Archive for July, 2007

Spurgeon VS Hyper-Calvinism

If you’re a Reformed Christian i would highly recommend that you read this short work by Iain. H Murray. It is very easy to fall into unbiblical extremes and Charles Spurgeon was well aware of this during his preaching ministry. 

I love this quote by Murray, “The final conclusion has to be that when Calvinism ceases to be evangelistic, when it becomes more concerned with theory than with the salvation of men and women, when acceptance of doctrine seems to become more important than acceptance of Christ, then it is a system going to seed and it will invariably lose its attractive power.”

As Biblical Calvinists may we learn from those who’ve gone before us.  Sell a shirt and read this short book this weekend, “Spurgeon V. Hyper-Calvinism: The Battle for Gospel Preaching.”

Sunday Prayers

Adapted from Richard Baxter’s Puritan Non-Conformist liturgy of 1660:

Eternal, Almighty, and most gracious God: heaven is your throne, and earth is your footstool; holy and reverend is your name; you are praised by the angels of heaven, and in the gathering of your church on earth. Despite our unworthiness, you have invited us through our Mediator, Jesus Christ, to present ourselves and our prayers to you. Receive us graciously. Help us by your Spirit. Let us stand in awe of you. Put your law into our hearts, and write it on our minds. Let your word come to us in power, and help us receive it in love, with attentive, reverent, and teachable minds. Through your word, allow us to taste the flavor of eternal life. Make us fervent in prayer and joyful in praise. Help us serve you this day without distraction, that we may find that a day in your courts is better than a thousand elsewhere, and that it is good for us to come near to God; through Jesus Christ our Lord and Savior. Amen.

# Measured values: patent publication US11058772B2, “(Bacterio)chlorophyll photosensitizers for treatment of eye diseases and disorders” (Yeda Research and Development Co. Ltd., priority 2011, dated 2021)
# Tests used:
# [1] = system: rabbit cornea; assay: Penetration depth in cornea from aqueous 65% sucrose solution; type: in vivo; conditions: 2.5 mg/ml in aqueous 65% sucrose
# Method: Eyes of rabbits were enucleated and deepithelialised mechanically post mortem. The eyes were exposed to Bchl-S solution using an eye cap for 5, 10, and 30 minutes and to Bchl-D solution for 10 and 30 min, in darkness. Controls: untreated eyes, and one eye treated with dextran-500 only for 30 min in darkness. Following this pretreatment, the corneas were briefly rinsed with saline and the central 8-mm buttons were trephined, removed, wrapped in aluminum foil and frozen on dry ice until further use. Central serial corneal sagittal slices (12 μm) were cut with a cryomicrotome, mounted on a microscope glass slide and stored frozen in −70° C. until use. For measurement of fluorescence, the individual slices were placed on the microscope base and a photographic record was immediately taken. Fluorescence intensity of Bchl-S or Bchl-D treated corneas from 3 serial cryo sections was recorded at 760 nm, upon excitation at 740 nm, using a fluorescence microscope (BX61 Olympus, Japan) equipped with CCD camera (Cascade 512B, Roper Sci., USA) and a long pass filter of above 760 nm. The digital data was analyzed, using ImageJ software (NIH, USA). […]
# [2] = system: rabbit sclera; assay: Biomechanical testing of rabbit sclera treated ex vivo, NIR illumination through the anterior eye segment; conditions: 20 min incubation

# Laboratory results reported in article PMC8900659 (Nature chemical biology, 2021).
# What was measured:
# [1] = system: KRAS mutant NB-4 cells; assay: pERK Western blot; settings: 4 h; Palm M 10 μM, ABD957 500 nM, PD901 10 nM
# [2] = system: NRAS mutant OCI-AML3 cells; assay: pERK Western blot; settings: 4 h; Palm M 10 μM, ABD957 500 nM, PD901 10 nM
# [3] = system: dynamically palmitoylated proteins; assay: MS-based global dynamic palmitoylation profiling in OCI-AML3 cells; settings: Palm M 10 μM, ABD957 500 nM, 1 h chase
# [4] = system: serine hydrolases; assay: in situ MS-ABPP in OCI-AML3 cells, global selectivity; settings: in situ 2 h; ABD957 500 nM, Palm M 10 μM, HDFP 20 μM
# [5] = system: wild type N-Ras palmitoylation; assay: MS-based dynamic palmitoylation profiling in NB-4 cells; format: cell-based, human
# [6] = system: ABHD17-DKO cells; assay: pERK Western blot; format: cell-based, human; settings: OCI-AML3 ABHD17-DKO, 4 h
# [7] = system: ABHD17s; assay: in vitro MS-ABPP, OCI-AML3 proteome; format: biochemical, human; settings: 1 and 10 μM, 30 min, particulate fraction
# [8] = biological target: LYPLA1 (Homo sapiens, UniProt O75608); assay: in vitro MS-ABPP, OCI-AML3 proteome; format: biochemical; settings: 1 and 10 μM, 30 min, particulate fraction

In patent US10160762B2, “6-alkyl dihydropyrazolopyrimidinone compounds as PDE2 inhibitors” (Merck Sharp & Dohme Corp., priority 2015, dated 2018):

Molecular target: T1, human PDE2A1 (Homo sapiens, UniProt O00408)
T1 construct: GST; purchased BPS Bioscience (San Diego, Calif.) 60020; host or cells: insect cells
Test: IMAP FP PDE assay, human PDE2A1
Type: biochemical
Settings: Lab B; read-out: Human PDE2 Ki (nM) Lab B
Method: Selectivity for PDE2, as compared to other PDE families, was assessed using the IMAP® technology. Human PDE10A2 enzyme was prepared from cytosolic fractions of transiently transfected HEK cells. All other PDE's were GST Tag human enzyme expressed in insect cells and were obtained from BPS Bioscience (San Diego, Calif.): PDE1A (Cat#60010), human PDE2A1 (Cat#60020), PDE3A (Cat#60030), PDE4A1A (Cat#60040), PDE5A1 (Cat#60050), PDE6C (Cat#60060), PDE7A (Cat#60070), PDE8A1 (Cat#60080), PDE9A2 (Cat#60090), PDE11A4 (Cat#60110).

Is personal application necessary: part three

In his book Truth Applied (pg. 54), Jay Adams offers a few questions which help aid the expositor in thinking through application:

1) What is the telos [end, or purpose] of the preaching portion? Is
that also the telos of your sermon?

2) In what sort of situation does the telos occur? What was going on? To what is it addressed?

3) In the passage, who is doing what about the situation

a) to understand it?

b) to change it?

c) to complicate it?

4) How does God view the situation? Is He